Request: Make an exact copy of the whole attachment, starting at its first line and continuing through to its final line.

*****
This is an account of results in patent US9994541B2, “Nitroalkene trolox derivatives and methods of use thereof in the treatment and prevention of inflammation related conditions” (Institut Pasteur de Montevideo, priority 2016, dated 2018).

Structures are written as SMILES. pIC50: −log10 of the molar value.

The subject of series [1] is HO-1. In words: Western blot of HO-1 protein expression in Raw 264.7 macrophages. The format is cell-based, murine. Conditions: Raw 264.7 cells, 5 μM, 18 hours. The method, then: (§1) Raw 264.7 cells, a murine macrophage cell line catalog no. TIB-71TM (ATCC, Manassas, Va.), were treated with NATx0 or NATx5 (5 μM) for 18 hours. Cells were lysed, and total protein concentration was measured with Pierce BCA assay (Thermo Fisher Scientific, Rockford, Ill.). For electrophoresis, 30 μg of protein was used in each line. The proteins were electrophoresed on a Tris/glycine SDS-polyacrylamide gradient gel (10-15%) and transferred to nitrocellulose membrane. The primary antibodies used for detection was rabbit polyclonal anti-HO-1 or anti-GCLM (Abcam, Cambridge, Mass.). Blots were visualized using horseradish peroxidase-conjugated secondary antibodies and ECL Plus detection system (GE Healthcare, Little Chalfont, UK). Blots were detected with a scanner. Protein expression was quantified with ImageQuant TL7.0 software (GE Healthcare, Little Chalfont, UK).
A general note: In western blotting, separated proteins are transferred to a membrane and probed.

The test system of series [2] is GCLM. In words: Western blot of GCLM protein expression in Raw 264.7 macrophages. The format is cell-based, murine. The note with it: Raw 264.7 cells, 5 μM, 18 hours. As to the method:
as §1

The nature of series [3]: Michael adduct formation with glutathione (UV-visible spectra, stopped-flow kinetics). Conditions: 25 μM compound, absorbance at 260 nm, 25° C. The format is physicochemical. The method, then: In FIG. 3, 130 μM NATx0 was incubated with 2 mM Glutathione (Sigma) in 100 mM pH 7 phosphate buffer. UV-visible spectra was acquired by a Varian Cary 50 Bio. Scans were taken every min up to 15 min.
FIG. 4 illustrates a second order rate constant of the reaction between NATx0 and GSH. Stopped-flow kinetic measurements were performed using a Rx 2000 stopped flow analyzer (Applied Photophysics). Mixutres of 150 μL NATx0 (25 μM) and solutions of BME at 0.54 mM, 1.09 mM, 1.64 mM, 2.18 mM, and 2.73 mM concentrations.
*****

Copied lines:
This is an account of results in patent US9994541B2, “Nitroalkene trolox derivatives and methods of use thereof in the treatment and prevention of inflammation related conditions” (Institut Pasteur de Montevideo, priority 2016, dated 2018).

Structures are written as SMILES. pIC50: −log10 of the molar value.

The subject of series [1] is HO-1. In words: Western blot of HO-1 protein expression in Raw 264.7 macrophages. The format is cell-based, murine. Conditions: Raw 264.7 cells, 5 μM, 18 hours. The method, then: (§1) Raw 264.7 cells, a murine macrophage cell line catalog no. TIB-71TM (ATCC, Manassas, Va.), were treated with NATx0 or NATx5 (5 μM) for 18 hours. Cells were lysed, and total protein concentration was measured with Pierce BCA assay (Thermo Fisher Scientific, Rockford, Ill.). For electrophoresis, 30 μg of protein was used in each line. The proteins were electrophoresed on a Tris/glycine SDS-polyacrylamide gradient gel (10-15%) and transferred to nitrocellulose membrane. The primary antibodies used for detection was rabbit polyclonal anti-HO-1 or anti-GCLM (Abcam, Cambridge, Mass.). Blots were visualized using horseradish peroxidase-conjugated secondary antibodies and ECL Plus detection system (GE Healthcare, Little Chalfont, UK). Blots were detected with a scanner. Protein expression was quantified with ImageQuant TL7.0 software (GE Healthcare, Little Chalfont, UK).
A general note: In western blotting, separated proteins are transferred to a membrane and probed.

The test system of series [2] is GCLM. In words: Western blot of GCLM protein expression in Raw 264.7 macrophages. The format is cell-based, murine. The note with it: Raw 264.7 cells, 5 μM, 18 hours. As to the method:
as §1

The nature of series [3]: Michael adduct formation with glutathione (UV-visible spectra, stopped-flow kinetics). Conditions: 25 μM compound, absorbance at 260 nm, 25° C. The format is physicochemical. The method, then: In FIG. 3, 130 μM NATx0 was incubated with 2 mM Glutathione (Sigma) in 100 mM pH 7 phosphate buffer. UV-visible spectra was acquired by a Varian Cary 50 Bio. Scans were taken every min up to 15 min.
FIG. 4 illustrates a second order rate constant of the reaction between NATx0 and GSH. Stopped-flow kinetic measurements were performed using a Rx 2000 stopped flow analyzer (Applied Photophysics). Mixutres of 150 μL NATx0 (25 μM) and solutions of BME at 0.54 mM, 1.09 mM, 1.64 mM, 2.18 mM, and 2.73 mM concentrations.